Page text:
Internal Partnerships for Collection Care
Chapter 2: Building Internal Partnerships for Collection Care
Dieter Fenkart-Fröschl, National Park Foundation, Washington, DC
Christopher A. Norris, Yale Peabody Museum of Natural History, New Haven, CT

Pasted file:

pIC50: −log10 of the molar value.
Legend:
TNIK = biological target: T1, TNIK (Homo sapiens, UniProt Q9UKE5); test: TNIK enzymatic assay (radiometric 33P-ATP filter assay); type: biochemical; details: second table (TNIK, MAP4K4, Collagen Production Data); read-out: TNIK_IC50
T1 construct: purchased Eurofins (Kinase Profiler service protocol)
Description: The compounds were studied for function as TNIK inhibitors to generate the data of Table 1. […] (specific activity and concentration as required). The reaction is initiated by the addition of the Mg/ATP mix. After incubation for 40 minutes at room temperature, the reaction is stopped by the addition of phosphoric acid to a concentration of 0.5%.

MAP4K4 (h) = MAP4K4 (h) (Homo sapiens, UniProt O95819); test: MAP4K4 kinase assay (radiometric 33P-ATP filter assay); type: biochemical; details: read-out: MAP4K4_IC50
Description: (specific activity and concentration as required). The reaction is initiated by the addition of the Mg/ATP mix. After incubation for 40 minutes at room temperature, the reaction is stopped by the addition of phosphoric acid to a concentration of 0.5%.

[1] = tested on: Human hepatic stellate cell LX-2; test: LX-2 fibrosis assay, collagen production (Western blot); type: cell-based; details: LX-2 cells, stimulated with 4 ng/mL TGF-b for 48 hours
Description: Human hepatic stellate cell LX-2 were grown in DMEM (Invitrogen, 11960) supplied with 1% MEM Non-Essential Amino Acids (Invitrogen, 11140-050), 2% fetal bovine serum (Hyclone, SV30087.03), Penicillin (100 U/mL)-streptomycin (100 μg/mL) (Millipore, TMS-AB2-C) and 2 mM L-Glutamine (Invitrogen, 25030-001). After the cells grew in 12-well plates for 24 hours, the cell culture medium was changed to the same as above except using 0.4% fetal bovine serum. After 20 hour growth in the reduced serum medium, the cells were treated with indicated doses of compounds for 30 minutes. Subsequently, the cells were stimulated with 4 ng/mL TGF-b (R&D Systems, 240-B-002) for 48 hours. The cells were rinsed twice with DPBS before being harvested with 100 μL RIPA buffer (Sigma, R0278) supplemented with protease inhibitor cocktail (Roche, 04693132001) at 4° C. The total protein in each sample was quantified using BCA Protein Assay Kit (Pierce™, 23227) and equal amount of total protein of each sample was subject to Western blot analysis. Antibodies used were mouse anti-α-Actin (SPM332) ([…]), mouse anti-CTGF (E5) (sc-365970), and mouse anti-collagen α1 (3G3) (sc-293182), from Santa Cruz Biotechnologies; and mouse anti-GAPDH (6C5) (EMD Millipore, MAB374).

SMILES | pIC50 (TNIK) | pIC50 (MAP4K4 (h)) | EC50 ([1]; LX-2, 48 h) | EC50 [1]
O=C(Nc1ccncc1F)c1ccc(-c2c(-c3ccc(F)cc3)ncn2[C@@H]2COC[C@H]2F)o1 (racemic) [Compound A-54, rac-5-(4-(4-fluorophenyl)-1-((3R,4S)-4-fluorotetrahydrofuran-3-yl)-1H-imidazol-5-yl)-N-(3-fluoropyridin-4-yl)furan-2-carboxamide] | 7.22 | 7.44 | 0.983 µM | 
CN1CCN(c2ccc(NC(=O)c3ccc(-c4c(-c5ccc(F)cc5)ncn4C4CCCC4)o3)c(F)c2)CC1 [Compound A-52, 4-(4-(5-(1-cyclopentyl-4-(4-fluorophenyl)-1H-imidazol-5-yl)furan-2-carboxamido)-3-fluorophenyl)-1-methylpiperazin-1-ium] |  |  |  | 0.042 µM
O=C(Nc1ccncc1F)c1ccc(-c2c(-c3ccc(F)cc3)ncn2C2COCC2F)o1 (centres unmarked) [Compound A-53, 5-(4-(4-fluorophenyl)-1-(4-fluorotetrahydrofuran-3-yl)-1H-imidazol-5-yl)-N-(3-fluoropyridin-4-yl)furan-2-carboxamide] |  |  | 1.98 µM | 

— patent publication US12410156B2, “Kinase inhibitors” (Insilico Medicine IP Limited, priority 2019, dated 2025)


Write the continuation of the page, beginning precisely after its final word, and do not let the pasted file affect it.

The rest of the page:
The hundreds of millions of objects held in museums, libraries, and archives worldwide are fundamentally important to who we are as humans and how we have evolved; however, maintaining these items in storage vaults for the benefit of future generations makes it difficult for visitors, scholars, donors, and the wider public to connect with the collections. How can institutions reconcile these competing needs and prompt individuals in those organizations to cooperate in making decisions that ensure these vast collections receive the best possible treatment and preservation, without compromising the institution’s responsibility to make them accessible through exhibition, education, and research? We argue that the solution lies in more effective collaboration. Many of the critical elements of a preventive conservation strategy – space allocation, donor engagement, environmental management, security, custodial services, pest control, and health and safety – are outside the direct control and expertise of institutional curators, collection managers, or conservators. This means that collection care objectives can only be fully met through interdisciplinary partnership, and most importantly, through partners who understand the need and have the desire to care for collections. We discuss strategies for identifying and engaging with institutional partners, leveraging opportunities across the institution, and developing management structures that facilitate rather than hinder collaboration.